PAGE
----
Small businesses know the drill of a successful interaction with a customer:

Be ACCOMMODATING, AFFORDABLE and ACCESSIBLE. I wholeheartedly agree. However, I am wary of going too far in any one of these directions. Our business is based on healthy relationships–modeling what is appropriate and exploring what is not. Oftentimes clients who are anxious and in pain request an accommodation which doesn’t work for us…and we do it anyway. “Just this once” turns into a late appointment time that doesn’t fit our carefully cultivated schedule. “Forgot my checkbook” turns into one missed payment a month that turns into a large balance at the end of the year. You know this client. And, you know yourself. You didn’t go into this line of work to say, “NO”. In fact, your empathy and curiosity about the human condition allows you to say yes much more often. We gently coax our clients to go against the carefully defended boundaries that are hurting their growth while  keeping the boundaries that promote a good clinical relationship.

 

Well then, I’d like to add another “A” to our list. How about Aspirational? I saw an interview with the designer Tommy Hilfiger. Guess what? He didn’t mention accommodating. He did mention affordable and accessible. He’s banking on aspirational as the key to a long and happy relationship with his clients. Mr. Hilfiger recognizes that value in all ways is important and necessary to sustain a relationship. (And, possibly, it didn’t occur to him to be any more accommodating than to make sure his products show up on time, in stores and season after season!)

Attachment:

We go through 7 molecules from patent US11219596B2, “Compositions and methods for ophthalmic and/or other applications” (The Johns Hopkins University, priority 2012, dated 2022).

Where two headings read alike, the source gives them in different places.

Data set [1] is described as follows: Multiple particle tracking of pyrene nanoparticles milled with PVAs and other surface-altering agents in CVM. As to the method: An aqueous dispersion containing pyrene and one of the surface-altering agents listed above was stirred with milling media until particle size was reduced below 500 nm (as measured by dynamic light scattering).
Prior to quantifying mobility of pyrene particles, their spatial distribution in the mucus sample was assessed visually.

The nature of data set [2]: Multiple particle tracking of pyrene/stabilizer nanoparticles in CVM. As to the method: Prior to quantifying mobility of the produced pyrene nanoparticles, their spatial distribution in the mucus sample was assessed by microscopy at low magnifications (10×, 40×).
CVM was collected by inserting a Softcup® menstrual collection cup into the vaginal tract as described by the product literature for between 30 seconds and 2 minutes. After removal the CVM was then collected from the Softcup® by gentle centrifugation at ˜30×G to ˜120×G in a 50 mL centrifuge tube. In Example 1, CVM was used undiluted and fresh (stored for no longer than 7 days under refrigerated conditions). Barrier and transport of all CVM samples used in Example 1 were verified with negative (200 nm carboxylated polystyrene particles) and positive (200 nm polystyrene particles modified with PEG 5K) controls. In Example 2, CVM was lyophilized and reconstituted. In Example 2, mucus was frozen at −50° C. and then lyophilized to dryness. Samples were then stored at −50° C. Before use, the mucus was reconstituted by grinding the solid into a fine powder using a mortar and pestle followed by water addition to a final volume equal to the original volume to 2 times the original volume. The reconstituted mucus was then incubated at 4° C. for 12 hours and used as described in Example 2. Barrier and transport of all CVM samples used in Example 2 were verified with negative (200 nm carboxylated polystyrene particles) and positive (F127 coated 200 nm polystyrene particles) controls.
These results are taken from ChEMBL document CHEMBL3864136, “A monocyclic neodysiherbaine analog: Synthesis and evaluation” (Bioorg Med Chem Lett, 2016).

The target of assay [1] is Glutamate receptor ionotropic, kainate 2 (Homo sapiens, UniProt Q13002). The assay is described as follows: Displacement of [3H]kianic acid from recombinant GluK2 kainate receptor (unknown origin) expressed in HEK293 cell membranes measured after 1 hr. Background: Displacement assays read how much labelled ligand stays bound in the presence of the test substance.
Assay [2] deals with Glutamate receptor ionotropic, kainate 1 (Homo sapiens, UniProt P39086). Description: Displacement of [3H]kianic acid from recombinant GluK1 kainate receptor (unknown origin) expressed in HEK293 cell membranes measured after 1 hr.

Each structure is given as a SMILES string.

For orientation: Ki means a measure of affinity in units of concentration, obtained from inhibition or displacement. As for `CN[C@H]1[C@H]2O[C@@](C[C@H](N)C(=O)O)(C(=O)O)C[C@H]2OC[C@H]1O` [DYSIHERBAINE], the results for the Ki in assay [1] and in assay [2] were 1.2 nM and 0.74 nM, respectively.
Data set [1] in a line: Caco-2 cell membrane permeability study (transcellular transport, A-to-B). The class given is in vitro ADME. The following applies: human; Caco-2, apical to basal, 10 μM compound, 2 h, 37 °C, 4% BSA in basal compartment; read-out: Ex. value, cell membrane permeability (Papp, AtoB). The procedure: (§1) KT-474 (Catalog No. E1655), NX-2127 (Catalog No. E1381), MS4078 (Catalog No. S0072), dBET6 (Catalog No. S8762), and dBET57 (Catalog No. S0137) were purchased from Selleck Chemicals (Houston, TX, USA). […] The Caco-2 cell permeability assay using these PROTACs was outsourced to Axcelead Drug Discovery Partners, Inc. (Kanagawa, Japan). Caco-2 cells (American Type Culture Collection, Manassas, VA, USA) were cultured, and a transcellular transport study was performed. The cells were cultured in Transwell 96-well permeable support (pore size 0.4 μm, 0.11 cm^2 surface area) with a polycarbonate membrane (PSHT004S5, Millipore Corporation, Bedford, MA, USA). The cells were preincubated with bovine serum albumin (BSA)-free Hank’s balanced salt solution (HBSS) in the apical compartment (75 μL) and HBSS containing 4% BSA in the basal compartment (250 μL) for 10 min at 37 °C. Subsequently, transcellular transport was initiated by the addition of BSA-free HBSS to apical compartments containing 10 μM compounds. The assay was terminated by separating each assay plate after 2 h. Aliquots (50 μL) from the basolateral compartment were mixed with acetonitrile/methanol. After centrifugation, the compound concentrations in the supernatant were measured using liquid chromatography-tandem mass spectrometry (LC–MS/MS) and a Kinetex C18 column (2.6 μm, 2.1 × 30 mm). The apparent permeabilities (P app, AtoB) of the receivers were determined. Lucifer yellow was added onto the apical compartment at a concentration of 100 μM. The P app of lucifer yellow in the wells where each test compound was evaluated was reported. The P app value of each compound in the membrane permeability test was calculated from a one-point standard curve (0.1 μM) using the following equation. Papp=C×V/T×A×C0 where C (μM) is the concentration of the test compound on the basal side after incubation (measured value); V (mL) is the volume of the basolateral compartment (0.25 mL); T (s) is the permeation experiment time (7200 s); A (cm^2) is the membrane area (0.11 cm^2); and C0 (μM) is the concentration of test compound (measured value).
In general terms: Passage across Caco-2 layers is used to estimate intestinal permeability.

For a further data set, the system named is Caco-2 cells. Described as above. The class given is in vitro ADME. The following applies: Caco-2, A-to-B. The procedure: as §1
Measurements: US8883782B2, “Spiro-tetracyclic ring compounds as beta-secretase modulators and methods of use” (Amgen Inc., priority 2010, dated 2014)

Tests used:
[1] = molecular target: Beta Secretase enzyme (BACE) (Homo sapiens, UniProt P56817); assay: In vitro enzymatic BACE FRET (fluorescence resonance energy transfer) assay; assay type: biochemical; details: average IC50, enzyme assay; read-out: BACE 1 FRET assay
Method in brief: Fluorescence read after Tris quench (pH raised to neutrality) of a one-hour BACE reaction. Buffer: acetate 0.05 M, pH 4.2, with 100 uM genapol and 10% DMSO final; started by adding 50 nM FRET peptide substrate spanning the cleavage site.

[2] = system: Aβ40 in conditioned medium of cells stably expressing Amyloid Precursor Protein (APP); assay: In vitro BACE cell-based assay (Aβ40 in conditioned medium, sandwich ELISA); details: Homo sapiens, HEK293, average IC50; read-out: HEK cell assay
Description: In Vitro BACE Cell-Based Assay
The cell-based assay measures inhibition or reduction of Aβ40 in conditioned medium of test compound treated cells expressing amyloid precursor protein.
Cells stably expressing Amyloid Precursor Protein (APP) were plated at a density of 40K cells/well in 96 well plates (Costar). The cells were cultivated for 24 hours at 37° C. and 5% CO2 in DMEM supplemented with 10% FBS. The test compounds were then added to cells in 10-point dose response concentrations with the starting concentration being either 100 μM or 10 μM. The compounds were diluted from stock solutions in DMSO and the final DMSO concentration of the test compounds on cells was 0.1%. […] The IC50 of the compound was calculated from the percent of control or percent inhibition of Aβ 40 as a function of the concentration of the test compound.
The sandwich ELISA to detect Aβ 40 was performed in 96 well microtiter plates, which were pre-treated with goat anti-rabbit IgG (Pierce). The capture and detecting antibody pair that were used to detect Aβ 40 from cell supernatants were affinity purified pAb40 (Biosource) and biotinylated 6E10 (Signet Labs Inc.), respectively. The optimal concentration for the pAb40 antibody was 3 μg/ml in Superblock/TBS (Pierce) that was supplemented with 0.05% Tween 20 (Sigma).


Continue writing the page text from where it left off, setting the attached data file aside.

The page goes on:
What is aspirational? Webster defines it as wanting more money, social position or a higher standard of living. Are you put off by including this in your goals for clients? Before you discard the idea, think about it this way. Our clients often want change that involves material and emotional well being. I’d like to include a higher standard of living as a goal of therapy, Defined by the client of course–and coaxed along by the therapist.

I want to think of my clients being aspirational in their own personal goals and I would like to be right there with them helping them to achieve those successes. Wouldn’t you?

And–saying no to a late Thursday night appointment to an anxious client won’t get in the way of those aspirations.